3 reasons to teach in…Chengdu


Do you like pandas? If so, you’d best get over to Chengdu – it’s the home of China’s bamboo-eating national treasure. Aside from that though, there are a lot of other great things about this 2nd tier city.
This 14-million-strong conurbation has been ranked as the 4th most livable city in China, and is commonly considered the most important city in Western China.

1. Tea and Mahjong

Despite being a major hub city and having a vibrant, cutting edge economy, life is definitely a little more relaxed and slower paced than say, Beijing or Shanghai. Mahjong, the Chinese board game, still plays a major role in public life. It’s not uncommon to see people playing in the street, or get invited to a game yourself. Likewise, Chengdu is famous for its tea houses, serving up a variety of different blends in calming surroundings.
Balancing big city life with relaxation isn’t easy, but in Chengdu at least you can take a break from work and enjoy the local pace of life, far removed from the megacities in the North East. Finishing class then heading for an evening reading in a tea house is a pretty cool, and very Eastern experience.
We mention food in every post (we love Chinese food) but it does still deserve a little mention here. We’re sure you’ve heard of Sichuan peppers, and the spicy current runs through every dish here. As a recognised city of gastronomy by UNESCO, your palette will need cleansing regularly. All the more reason to check out the tea houses.

2. Ancient streets

On your downtime, and when you’re not hanging out in tea houses, chances are you’ll want to do some exploring. Chengdu has a bunch of monasteries, pagodas, ruins, and museums. What we like the most though, is the historic towns.
If you’re interested in the history of China, particularly the Qing dynasty, then there’s no better place to spend your weekend than Huanglongxi, which has preserved everything down to the shop fronts in its traditional style. Inspiring, charming, and utterly unique, these are the sort of sights that most tourists never get to. Only those who take the plunge and base themselves here for an extended time get to know these areas in depth.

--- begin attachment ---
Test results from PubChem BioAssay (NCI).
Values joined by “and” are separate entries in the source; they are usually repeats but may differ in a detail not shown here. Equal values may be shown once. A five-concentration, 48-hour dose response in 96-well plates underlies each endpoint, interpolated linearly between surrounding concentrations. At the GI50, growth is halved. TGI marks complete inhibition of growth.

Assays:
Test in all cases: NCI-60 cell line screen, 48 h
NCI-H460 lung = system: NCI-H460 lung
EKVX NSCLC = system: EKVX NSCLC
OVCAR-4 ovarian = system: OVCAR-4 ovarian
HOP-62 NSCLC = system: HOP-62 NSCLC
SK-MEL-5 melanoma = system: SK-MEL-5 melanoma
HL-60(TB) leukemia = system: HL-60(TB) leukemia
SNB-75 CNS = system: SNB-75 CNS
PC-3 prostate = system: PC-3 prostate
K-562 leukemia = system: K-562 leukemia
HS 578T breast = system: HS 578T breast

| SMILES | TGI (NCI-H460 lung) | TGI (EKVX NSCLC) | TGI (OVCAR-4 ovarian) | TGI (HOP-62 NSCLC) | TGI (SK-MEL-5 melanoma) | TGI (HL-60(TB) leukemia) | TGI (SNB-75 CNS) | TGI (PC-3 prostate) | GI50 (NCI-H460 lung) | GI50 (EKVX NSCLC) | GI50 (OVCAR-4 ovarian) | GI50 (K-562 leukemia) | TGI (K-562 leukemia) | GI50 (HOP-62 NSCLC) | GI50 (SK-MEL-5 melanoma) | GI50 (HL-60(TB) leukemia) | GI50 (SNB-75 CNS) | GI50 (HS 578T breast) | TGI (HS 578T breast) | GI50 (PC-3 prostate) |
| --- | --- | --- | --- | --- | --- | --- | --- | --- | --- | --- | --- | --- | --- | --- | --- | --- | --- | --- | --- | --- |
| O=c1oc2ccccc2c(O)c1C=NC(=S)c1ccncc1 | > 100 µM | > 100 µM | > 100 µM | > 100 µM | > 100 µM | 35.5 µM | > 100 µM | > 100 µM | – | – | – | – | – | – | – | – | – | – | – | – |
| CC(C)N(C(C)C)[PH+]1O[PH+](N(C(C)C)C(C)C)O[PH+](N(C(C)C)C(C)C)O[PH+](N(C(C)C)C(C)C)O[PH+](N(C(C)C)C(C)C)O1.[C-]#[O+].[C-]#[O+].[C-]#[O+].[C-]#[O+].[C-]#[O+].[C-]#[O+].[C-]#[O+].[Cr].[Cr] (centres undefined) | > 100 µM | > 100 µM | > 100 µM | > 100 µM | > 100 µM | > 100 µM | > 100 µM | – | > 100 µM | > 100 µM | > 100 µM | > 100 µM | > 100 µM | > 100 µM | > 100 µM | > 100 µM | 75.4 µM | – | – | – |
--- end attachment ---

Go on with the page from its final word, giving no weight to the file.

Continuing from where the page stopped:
3. West Sichuan (and Pandas)

West Sichuan, stretching out towards Tibet, the ‘roof of the world’ is known as one of the world’s most beautiful regions. Ice-capped peaks, vivid blue lakes, and expansive green plateaus are all available by the bucketload.
For the explorers among you, getting set up in Chengdu with a teaching job provides you with the time, energy, and resources to pursue an adventure in this wild region, even heading over to Tibet on your holidays. It’s not surprising that many teachers head over here for a while, and then never leave! While the city centre may still suffer from some pollution and the traditional big city issues, getting out to the countryside in Chengdu is easy, beautiful, remote, and very, very unique.
We have to mention pandas too. If you can’t get enough of these furry little slide-lovers, you’re in luck. 80% of the world’s pandas live in Sichuan province, and there are a number of breeding centres and even ‘daycare’ centres where you can visit and befriend them in person. Not a bad little bonus for taking a year or two to live in Chengdu.